Tuesday, February 24, 2009

A Short Season of Other Poets: Paul Violi


Thief Tempted by the Grandeur of February

Wake up! I can’t wait to tell you
How much I learned in my sleep.
And though I remain somewhat modest
And completely charming,
I have indeed changed.

Do you know that taxidermy students
Begin with a mastodon
And end by stuffing a flea?
And as for poetry, it’s easy
And impossible—like stealing from yourself.

Do you know that whenever a weatherman
Grows alarmingly unpredictable,
As long as he retains
A bit of modesty and charm,
He’s promoted to astronomer?

And that like an astronomer in the mist,
I am coaxed onward, in love
With the blessings of sleep,
The lustre of sleeplessness, more and more
Aware of how serious I’ve become
Because of you—serious
And yet somehow remarkably pleasant.

The beauties of the night, I already know
What it’s like to feel cold
And beautiful hair slide through my hands.
Beyond the edge of forgetfulness
Or the last of a fine rain,
A few memories flare
And sputter in a final appeal.
What once seemed true,
What once seemed wrong,
I let them disappear, blown away
By a caress, a spray of light here
And there across slick, wide avenues.
Distant pleasures, distant strife,
I now can say, modestly
But not without significant charm,
I know the errors of my life.


I've 'known' Paul Violi for about twelve years, as much as you can know someone who lives on the other side of the Atlantic Ocean and whom you have never actually met, by virtue of having published him in my now defunct little poetry magazine, Blade, and admiring his work tremendously. Paul Violi was one of my entrées into the world of the NY poet, of the kind that had such an influence on the Northern School - and many individual poets - here in England, particularly over the past few decades.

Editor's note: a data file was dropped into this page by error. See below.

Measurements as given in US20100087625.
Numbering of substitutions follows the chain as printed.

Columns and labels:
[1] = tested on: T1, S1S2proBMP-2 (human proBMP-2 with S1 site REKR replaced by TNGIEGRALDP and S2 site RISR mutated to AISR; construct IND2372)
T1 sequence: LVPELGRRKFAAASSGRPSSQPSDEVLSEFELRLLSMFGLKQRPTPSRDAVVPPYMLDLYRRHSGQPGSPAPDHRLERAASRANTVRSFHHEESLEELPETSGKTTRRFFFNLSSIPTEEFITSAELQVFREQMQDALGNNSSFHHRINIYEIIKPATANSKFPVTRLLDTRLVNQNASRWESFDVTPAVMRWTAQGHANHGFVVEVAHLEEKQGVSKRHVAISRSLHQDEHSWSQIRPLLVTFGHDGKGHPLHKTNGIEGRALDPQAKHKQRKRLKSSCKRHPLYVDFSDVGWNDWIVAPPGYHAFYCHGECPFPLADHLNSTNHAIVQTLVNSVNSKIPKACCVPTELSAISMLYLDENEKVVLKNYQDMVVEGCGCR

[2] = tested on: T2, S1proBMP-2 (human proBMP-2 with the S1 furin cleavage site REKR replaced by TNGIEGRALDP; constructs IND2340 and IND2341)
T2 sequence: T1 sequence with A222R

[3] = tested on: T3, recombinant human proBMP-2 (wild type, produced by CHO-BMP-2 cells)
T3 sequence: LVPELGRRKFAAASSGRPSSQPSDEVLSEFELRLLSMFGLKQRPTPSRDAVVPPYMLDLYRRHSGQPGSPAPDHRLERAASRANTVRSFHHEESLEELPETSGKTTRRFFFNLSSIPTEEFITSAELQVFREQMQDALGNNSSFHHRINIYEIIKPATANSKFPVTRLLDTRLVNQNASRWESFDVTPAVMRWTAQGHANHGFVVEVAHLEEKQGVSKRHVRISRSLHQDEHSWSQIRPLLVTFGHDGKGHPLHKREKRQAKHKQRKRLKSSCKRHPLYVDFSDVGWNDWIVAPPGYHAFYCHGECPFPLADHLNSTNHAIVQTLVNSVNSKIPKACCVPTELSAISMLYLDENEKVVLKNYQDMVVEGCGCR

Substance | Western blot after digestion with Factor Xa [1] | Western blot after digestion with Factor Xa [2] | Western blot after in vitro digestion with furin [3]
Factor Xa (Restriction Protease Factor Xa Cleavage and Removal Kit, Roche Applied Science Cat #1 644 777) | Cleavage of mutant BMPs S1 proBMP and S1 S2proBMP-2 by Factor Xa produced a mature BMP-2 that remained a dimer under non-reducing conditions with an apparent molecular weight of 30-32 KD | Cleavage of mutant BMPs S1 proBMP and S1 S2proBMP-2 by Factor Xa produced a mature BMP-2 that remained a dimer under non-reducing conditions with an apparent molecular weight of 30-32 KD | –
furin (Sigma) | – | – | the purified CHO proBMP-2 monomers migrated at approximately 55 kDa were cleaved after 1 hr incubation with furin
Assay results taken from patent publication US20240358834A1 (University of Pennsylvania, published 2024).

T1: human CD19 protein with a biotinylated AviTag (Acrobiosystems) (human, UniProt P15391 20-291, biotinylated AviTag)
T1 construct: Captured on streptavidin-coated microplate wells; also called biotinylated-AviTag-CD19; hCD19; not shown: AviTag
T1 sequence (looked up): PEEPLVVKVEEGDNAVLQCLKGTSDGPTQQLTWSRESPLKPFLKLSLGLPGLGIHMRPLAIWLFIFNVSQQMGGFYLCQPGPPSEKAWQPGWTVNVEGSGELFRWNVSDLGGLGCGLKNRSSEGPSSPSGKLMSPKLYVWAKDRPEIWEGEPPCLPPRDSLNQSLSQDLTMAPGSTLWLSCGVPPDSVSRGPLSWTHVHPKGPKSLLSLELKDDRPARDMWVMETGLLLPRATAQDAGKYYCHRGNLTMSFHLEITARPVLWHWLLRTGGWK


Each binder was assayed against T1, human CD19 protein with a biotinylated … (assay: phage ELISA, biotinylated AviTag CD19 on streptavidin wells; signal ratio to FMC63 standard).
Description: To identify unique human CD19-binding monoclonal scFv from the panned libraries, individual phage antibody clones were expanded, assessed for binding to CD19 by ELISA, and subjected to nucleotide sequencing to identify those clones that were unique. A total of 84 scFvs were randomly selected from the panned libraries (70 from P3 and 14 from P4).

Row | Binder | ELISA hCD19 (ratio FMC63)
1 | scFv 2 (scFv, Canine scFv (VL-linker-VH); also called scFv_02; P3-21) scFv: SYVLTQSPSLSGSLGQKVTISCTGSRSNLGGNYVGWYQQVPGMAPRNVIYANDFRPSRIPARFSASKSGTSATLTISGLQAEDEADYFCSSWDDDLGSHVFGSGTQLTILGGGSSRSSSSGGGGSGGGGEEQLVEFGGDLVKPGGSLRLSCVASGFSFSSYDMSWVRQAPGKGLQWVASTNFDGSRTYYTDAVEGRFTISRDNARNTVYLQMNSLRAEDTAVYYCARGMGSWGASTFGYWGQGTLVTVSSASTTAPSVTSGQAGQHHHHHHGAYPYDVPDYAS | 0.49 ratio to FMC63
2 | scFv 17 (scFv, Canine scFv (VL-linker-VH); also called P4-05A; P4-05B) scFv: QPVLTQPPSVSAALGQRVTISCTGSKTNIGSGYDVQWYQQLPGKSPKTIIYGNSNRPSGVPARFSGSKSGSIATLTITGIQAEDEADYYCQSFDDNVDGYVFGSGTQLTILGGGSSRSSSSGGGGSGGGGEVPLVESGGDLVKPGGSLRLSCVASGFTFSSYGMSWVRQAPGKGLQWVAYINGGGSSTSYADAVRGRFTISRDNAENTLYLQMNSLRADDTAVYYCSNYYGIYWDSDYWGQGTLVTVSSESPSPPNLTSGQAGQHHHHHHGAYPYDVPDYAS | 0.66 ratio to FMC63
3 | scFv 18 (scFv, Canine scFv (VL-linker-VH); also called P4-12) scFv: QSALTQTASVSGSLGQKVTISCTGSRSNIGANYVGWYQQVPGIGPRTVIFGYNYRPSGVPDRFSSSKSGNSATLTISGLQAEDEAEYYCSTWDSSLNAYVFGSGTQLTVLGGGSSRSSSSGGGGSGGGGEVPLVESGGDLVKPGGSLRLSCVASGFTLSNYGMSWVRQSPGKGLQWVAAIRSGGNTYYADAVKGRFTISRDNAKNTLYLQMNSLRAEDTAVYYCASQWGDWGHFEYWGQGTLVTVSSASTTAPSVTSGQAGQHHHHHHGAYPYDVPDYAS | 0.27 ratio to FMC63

He is published (largely) by Hanging Loose Press, and the poem above comes from his eleventh book of poems, this one entitled Overnight.

You can visit Paul's personal website which features all manner of interesting pieces of information and other details.

Meanwhile, to kick you off, here are a few Violi facts:

Violi was born in New York in 1944. He grew up in Greenlawn, Long Island, and graduated from Boston University with a B.A. in English and a minor in Art History. He has written eleven books of poetry, including Overnight, Fracas, The Curious Builder, and Likewise, from Hanging Loose Press, and a selection of his longer poems, Breakers, from Coffee House Press.

Widely published and anthologized both in the US and abroad, Paul has received two National Endowment for the Arts fellowships in poetry, as well as grants from the Ingram Merrrill Foundation, The New York Foundation for the Arts, the Fund for Poetry, The Foundation for Contemporary Arts, and a John Ciardi Lifetime Achievement Award. In 2001 he received The Morton Dauwen Zabel Award from the American Academy of Arts and Letters.

5 comments:

Matt Merritt said...

I like that a lot. I've come across Paul's poems all over the place and enjoyed them, but to my shame never actually bought one of his collections. I'll haave to put that right ASAP.

Jane Holland said...

Ker-ching! Buying new poetry ... that's what it's all about.

(Looks like you owe me a drink, Paul!)

Jx ;)

BarbaraS said...

*groan* I can't buy more books, why do you do this to me, Jane... *sneaks look in piggy bank*

Totalfeckineejit said...

I too like this poem a lot.'And as for poetry, it’s easy
And impossible—like stealing from yourself.' Isn't that exactly what a poem is- stealing from yourself? Cool.

parrish lantern said...

Yeah like this,